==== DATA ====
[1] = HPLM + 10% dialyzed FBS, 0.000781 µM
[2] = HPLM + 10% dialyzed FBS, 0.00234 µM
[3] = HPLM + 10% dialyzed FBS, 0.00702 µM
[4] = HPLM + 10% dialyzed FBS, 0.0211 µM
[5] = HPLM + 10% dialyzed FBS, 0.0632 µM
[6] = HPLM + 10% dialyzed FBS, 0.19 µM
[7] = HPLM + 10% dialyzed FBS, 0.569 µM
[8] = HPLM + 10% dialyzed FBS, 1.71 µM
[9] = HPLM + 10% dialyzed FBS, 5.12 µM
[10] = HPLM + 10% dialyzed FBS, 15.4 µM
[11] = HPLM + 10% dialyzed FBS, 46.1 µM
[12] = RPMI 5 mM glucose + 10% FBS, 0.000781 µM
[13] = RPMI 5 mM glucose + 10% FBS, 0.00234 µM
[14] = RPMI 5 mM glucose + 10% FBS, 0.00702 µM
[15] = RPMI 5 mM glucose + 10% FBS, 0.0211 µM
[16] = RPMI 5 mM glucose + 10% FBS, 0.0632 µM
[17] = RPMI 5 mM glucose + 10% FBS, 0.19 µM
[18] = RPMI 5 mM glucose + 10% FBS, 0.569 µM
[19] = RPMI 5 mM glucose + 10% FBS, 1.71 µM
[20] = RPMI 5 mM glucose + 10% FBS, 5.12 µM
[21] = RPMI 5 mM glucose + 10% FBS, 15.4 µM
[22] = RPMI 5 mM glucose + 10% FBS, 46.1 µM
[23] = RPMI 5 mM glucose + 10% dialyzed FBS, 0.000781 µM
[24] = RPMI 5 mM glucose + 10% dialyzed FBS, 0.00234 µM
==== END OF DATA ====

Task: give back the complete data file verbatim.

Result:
[1] = HPLM + 10% dialyzed FBS, 0.000781 µM
[2] = HPLM + 10% dialyzed FBS, 0.00234 µM
[3] = HPLM + 10% dialyzed FBS, 0.00702 µM
[4] = HPLM + 10% dialyzed FBS, 0.0211 µM
[5] = HPLM + 10% dialyzed FBS, 0.0632 µM
[6] = HPLM + 10% dialyzed FBS, 0.19 µM
[7] = HPLM + 10% dialyzed FBS, 0.569 µM
[8] = HPLM + 10% dialyzed FBS, 1.71 µM
[9] = HPLM + 10% dialyzed FBS, 5.12 µM
[10] = HPLM + 10% dialyzed FBS, 15.4 µM
[11] = HPLM + 10% dialyzed FBS, 46.1 µM
[12] = RPMI 5 mM glucose + 10% FBS, 0.000781 µM
[13] = RPMI 5 mM glucose + 10% FBS, 0.00234 µM
[14] = RPMI 5 mM glucose + 10% FBS, 0.00702 µM
[15] = RPMI 5 mM glucose + 10% FBS, 0.0211 µM
[16] = RPMI 5 mM glucose + 10% FBS, 0.0632 µM
[17] = RPMI 5 mM glucose + 10% FBS, 0.19 µM
[18] = RPMI 5 mM glucose + 10% FBS, 0.569 µM
[19] = RPMI 5 mM glucose + 10% FBS, 1.71 µM
[20] = RPMI 5 mM glucose + 10% FBS, 5.12 µM
[21] = RPMI 5 mM glucose + 10% FBS, 15.4 µM
[22] = RPMI 5 mM glucose + 10% FBS, 46.1 µM
[23] = RPMI 5 mM glucose + 10% dialyzed FBS, 0.000781 µM
[24] = RPMI 5 mM glucose + 10% dialyzed FBS, 0.00234 µM